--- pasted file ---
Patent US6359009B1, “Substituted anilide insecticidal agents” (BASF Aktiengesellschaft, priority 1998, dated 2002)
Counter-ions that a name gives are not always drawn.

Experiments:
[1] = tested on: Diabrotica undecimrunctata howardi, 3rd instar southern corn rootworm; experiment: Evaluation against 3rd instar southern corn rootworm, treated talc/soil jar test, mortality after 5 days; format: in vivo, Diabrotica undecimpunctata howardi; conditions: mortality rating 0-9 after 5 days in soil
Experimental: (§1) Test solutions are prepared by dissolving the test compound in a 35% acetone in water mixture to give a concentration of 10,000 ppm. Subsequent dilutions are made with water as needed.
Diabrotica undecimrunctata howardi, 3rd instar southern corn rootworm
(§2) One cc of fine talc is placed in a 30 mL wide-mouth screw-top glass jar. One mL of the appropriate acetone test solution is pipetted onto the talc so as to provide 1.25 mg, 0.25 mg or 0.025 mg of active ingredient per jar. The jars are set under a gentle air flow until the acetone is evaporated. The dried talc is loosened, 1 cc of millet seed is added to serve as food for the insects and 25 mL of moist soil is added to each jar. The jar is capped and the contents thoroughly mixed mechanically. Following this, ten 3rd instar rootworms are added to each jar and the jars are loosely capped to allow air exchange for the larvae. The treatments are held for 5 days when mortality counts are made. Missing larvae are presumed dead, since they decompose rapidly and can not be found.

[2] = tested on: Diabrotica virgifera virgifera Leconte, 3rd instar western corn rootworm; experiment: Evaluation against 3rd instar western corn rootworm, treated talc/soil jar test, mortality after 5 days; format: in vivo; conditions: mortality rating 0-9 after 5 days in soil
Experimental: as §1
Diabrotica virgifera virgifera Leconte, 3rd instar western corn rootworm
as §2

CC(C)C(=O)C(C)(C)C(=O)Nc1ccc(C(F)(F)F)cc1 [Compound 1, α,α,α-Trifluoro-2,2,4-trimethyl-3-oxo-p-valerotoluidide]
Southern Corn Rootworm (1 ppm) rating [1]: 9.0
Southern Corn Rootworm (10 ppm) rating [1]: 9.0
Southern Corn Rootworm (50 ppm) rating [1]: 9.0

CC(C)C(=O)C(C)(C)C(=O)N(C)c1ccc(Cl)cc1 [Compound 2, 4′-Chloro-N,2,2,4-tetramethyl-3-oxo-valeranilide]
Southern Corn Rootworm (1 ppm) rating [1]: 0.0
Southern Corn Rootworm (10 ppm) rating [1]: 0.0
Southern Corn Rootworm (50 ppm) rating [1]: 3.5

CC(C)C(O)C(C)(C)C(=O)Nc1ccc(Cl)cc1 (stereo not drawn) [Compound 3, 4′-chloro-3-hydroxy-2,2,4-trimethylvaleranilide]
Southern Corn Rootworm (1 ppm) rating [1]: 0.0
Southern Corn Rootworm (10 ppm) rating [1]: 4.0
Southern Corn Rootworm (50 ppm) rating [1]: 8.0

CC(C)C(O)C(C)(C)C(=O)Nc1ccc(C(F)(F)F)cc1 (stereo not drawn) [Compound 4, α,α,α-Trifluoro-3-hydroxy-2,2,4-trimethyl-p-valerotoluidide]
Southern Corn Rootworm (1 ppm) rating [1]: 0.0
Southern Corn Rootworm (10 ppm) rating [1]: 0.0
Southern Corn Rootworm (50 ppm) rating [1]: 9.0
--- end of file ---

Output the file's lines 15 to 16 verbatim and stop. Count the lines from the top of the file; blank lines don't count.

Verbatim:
Southern Corn Rootworm (50 ppm) rating [1]: 9.0

CC(C)C(=O)C(C)(C)C(=O)N(C)c1ccc(Cl)cc1 [Compound 2, 4′-Chloro-N,2,2,4-tetramethyl-3-oxo-valeranilide]